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The Cauliflower Food Trend—Really?

Posted: by in Culinary Trends

Cauliflower, really?

You mean that white, knobby looking thing that mom made us eat? That steamed and flavorless thing that save for the ranch dressing would have been pushed off the plate?

Yup. The very same cauliflower is the newest darling of chefs from the East to West Coast. Roasted, grilled, charred, fried, smoked, or seared the cauliflower is the veg every chef wants a piece of.  And while we’re on the subject, did you know, cauliflower is part of the Brassica oleracea species of plant? A close relative of cabbage, broccoli, kale, savoy and Brussels sprouts, the cauliflower is known as “wild cabbage” in its uncultivated form (it looks quite different too). It also comes in an array of different colors and there’s an absolutely stunning romanesco cauliflower, which if you find one, ought to be at the center of any table. High in nutrients, vitamin C and dietary fiber, this once unpopular vegetable is also gaining traction as a staple member of the paleo diet. As a most forgiving, flexible and affordable vegetable, it can be made in almost any manner imaginable. Just see how the chefs are cooking it up. 

James Ta of Fickle which is located in the Little Tokyo neighborhood of Los Angeles, serves his cauliflower charred and mixed with yesteryears hottest veg—Brussels sprouts. The charring of the cauliflower served along with the bitter and crispy leaves of the Brussels sprouts and an accompanying lemon aioli results in a medley of complex flavors that has people deeming the dish “as addictive as potato chips.”

Justin Schwartz of Mulberry and Vine in NYC, makes a roasted cauliflower with green sriracha that’s served cold and a hot Curried Freekeh of cauliflower, Mango and Cashews that has veg-heads banging down the doors. Freekeh or Freekah, in case you’re wondering, is an ancient Middle Eastern grain cereal made from green wheat and is regarded as a super-food by some.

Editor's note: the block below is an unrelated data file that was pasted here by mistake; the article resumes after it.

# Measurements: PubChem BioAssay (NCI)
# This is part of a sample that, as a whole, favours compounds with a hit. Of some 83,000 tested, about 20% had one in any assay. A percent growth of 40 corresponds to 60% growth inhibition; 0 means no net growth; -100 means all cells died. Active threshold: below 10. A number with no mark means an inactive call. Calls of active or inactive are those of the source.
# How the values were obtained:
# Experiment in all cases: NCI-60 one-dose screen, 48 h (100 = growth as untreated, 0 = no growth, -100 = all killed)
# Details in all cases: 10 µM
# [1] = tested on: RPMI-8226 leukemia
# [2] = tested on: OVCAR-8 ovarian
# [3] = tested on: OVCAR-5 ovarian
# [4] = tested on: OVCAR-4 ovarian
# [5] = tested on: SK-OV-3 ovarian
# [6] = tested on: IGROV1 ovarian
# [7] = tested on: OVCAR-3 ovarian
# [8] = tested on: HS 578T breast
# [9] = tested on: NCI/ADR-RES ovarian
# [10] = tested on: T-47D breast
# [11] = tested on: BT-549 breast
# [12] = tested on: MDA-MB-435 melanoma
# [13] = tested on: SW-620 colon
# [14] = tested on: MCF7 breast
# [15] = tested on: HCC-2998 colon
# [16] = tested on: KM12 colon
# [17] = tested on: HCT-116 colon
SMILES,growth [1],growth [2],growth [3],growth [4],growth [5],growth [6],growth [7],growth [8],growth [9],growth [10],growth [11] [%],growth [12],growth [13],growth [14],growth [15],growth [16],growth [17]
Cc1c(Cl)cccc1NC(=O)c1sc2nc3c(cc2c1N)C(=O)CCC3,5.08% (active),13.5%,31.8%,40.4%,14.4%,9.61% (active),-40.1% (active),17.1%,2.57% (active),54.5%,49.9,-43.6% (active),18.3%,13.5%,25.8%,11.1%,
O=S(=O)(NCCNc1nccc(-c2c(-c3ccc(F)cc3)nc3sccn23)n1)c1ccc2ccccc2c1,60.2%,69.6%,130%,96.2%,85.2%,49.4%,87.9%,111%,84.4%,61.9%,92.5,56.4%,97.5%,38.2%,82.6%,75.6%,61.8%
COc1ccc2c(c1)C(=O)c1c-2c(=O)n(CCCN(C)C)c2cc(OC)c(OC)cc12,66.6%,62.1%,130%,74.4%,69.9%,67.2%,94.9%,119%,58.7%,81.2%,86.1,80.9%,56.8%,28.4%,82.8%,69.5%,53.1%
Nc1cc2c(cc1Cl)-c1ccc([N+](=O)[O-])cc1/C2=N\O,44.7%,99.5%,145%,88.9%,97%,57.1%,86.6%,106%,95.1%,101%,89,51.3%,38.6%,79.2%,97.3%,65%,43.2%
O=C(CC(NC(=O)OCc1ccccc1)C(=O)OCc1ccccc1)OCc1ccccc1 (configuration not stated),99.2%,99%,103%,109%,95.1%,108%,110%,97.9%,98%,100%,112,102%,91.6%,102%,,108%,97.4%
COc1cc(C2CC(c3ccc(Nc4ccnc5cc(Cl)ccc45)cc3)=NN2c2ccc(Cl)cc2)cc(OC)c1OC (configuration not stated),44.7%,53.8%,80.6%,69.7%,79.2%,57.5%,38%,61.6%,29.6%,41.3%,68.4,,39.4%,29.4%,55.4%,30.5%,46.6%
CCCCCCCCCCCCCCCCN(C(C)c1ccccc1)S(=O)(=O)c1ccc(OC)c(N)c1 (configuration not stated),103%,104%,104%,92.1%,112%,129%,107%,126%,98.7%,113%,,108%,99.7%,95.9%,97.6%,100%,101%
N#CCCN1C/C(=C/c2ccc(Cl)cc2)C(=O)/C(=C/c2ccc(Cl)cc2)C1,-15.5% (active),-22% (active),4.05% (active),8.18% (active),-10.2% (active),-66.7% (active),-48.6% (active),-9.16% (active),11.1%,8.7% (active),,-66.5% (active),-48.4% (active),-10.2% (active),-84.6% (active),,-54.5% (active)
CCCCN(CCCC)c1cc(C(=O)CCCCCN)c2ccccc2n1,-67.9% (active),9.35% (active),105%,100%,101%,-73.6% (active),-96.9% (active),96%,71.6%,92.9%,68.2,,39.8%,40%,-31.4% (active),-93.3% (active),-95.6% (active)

Chef Jason Stoneburner of the aptly named Stoneburner in Seattle, Washington is known to make a mean cauliflower à la agnolotti. Delicate pillows of pasta are stuffed with caramelized cauliflower and tossed with peas and balsamic. Eaters say the dish makes one take notice of the creamy texture and distinctive flavor of the oft overlooked and even disdained vegetable.

Head south to Chef Kevin Naderi’s Roost in the town of Montrose and you’ll encounter an Asian-inspired cauliflower that’s roasted then fried. Miso broth coats each chunk of cauliflower with a rich and salty flavor and flakes of bonito lend a briny bite while green onion and pine nuts all to the overall zesty appeal of the dish. Even though the Roost menu is largely seasonal, the chef has kept Roasted Cauliflower on the list of offerings, for fear the locals might riot.
Chef Matthew Dolan of Twenty Five Lusk in San Francisco has Yelp reviewers going nuts over his cauliflower crème brulee. So what does it taste like? Is it more sweet or savory? Alas, I wish I knew. We’ll just have to wait for the next S.F. excursion to find out. 



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